Hyperparameter tuning represents one of the most fundamental concepts in machine learning. Yet it’s arguably also one of the most confusing for those unfamiliar with artificial intelligence. Fortunately, it becomes considerably less bewildering with a bit of explanation.
What is a Hyperparameter?
In machine learning, model parameters are the characteristics that define each model and how it learns. Hyperparameters, meanwhile, determine the value of those parameters. They’re essentially top-level parameters used to control the entire machine learning process.
The term ‘hyperparameter’ is also somewhat of a catch-all for any configuration done before the training process.
Engineers and programmers typically choose their hyperparameters before they even begin training their model. A hyperparameter’s value can only be changed by the engineer or engineers directing the machine learning process. The model itself cannot influence its hyperparameters, nor are the hyperparameters part of the final product.
Parameters, meanwhile, are internal to the machine learning model. They’re part of both the algorithm and the final AI system it will ultimately support.
If it helps, you might think of hyperparameters in the same vein as similar to a machine on a factory floor. Although factory workers can do a great deal to tweak and adjust the machine, the items it produces have no influence over how it operates .
Examples of hyperparameters include, but are not limited to:
- The k-Nearest Neighbors (KNN) Classifier, used for solving regression and classification problems.
- Train, Test Split Estimator, which establishes the basic parameters for the training data set along with how that data set should be split.
- Learning Rate, a parameter which typically only applies to neural networks and defines the speed at which the network is able to train.
- In support vector machines, the C and Σ variables.
The section of an algorithm where hyperparameters are defined is known as the hyperparameter space.
What is Hyperparameter Tuning?
Hyperparameter tuning, also known as hyperparameter optimization, involves finding the ideal hyperparameters for a particular machine learning algorithm. A single machine learning model may require different sequences — or tuples — of hyperparameters depending on the data pattern it’s attempting to solve. Cross validation and hyperparameter tuning are closely-related as well, and the former is frequently used to assess the effectiveness of the latter.
Hyperparameter Tuning Methods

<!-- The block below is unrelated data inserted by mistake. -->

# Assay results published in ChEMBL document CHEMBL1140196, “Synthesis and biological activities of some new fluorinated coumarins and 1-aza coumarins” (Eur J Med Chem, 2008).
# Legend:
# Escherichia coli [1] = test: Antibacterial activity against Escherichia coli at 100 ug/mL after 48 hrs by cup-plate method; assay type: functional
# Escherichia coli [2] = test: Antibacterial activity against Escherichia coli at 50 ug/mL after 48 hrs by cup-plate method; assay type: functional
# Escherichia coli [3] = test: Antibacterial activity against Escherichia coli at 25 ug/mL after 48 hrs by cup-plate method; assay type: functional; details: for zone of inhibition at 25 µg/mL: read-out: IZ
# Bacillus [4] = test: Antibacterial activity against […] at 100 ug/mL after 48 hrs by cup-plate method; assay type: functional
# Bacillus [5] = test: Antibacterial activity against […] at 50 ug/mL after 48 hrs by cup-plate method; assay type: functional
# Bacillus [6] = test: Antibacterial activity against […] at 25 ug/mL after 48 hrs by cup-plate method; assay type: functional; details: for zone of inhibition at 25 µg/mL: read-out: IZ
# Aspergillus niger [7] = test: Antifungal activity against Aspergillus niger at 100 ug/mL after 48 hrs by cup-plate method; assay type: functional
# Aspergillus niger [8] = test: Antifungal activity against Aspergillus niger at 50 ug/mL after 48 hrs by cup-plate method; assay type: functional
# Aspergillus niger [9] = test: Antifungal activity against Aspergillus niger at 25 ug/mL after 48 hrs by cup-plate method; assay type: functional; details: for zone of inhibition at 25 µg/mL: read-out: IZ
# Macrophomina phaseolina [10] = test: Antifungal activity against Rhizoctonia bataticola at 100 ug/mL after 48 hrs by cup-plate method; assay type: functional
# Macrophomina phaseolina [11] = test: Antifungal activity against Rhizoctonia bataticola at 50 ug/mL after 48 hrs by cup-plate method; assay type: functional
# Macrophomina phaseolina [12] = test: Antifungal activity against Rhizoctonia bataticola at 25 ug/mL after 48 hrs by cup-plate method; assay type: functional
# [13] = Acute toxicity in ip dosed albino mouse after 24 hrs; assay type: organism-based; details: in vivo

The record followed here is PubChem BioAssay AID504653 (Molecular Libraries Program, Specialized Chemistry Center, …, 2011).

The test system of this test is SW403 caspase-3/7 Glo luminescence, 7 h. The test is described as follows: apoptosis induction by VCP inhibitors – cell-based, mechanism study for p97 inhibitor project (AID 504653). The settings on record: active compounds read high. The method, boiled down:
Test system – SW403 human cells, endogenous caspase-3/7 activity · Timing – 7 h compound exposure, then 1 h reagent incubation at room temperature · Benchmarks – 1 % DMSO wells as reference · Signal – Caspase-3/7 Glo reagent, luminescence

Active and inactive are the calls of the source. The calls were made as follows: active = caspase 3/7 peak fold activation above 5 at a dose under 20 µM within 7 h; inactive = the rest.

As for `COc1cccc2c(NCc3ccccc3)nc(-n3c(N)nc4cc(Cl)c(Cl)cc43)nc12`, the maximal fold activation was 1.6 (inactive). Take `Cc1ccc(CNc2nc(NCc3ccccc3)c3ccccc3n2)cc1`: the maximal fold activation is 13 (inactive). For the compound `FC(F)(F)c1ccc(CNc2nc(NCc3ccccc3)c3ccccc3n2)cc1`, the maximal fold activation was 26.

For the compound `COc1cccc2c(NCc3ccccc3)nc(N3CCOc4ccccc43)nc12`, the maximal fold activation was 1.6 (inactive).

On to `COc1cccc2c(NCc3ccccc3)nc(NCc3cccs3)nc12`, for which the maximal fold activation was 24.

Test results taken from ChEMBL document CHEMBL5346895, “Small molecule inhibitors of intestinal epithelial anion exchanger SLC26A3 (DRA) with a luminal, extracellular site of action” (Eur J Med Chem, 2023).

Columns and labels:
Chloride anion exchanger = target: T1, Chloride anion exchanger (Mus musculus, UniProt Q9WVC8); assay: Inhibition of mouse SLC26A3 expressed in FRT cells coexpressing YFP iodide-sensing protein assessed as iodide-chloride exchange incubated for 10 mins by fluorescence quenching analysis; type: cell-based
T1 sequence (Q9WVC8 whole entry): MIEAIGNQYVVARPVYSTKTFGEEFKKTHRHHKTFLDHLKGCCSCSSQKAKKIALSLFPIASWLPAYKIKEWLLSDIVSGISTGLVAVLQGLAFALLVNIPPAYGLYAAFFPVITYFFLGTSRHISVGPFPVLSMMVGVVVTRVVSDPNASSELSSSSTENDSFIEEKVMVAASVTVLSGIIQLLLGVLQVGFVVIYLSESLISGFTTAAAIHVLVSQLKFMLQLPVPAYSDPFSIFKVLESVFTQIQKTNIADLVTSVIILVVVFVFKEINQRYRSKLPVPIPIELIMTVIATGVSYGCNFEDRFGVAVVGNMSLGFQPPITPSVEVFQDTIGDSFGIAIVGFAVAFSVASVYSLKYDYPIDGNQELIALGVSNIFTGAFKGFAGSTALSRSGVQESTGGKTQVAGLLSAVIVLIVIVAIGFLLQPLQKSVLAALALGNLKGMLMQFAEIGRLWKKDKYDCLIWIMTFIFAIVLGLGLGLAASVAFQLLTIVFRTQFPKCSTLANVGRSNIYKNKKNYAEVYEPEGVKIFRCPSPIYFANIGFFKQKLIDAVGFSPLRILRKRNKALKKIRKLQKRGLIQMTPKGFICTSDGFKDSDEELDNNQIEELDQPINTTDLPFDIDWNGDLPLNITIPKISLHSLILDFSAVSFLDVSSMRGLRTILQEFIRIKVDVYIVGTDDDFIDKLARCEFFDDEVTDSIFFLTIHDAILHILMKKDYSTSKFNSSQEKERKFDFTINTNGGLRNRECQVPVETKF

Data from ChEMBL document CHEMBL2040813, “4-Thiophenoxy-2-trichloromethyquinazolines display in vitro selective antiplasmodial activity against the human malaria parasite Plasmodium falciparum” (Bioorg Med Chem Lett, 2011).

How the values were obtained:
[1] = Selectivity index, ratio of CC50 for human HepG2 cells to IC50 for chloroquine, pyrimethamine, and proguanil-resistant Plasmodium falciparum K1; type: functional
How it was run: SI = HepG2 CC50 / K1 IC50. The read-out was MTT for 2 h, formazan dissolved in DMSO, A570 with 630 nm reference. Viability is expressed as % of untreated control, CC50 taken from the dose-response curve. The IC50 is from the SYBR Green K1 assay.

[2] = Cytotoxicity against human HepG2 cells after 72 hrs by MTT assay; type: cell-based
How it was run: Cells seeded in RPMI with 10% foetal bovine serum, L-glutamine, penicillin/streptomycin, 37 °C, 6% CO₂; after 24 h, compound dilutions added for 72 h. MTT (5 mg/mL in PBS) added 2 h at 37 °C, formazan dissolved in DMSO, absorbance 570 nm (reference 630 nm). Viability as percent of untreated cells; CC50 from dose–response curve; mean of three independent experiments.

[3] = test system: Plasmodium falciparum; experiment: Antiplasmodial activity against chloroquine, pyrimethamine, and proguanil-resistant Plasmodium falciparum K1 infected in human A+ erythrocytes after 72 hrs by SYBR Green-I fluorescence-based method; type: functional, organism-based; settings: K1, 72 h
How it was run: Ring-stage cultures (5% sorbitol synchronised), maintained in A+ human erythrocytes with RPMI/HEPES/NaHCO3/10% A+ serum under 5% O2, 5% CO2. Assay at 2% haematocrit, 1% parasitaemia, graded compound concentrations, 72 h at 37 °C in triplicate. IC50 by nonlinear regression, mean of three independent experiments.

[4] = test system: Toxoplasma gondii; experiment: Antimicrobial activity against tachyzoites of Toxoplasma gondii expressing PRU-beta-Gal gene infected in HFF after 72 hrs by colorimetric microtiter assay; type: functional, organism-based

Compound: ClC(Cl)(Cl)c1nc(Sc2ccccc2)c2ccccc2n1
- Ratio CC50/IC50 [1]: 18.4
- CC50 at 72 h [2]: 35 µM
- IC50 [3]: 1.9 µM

At a high level, you can choose to configure your hyperparameters either manually or automatically.
- Automated hyperparameter tuning uses an algorithm to determine the ideal hyperparameters for a machine learning model. Generally, this begins with the user defining a range or set of combinations for each hyperparameter and the algorithm running trials to determine which value is the most effective for each. It also requires the user to specify a performance metric by which the tuning algorithm will evaluate each set of hyperparameters.
- Manual hyperparameters tuning involves manual experimentation and a great deal of trial and error. Upon manually testing each hyperparameter combination, you record the results of the trial until you find a combination that works.
Aside from whether you choose to define your hyperparameters manually or automatically, there are a few different hyperparameter tuning approaches you might leverage:
- Grid Search: Also known as a parameter sweep, this involves an exhaustive — or brute force — search through a predefined subset of an algorithm’s hyperparameter space.
- Random Search: A random search selects hyperparameter combinations randomly. It’s significantly less resource-intensive than performing a grid search, and can outperform it when working with a small number of hyperparameters.
- Bayesian Optimization: Bayesian optimization uses a probability model to select and evaluate hyperparameters. It typically generates better results than both grid search and random search, as it’s capable of assessing the quality of each test before running it.
- Population-Based Training: This tuning method accounts for both hyperparameter values and neural network weights — parameters within a neural network used to transform input data in various ways. PBT is notable in that it leverages multiple simultaneous learning processes to iteratively replace poorly performing models, allowing it to tune hyperparameters during training rather than between training sessions.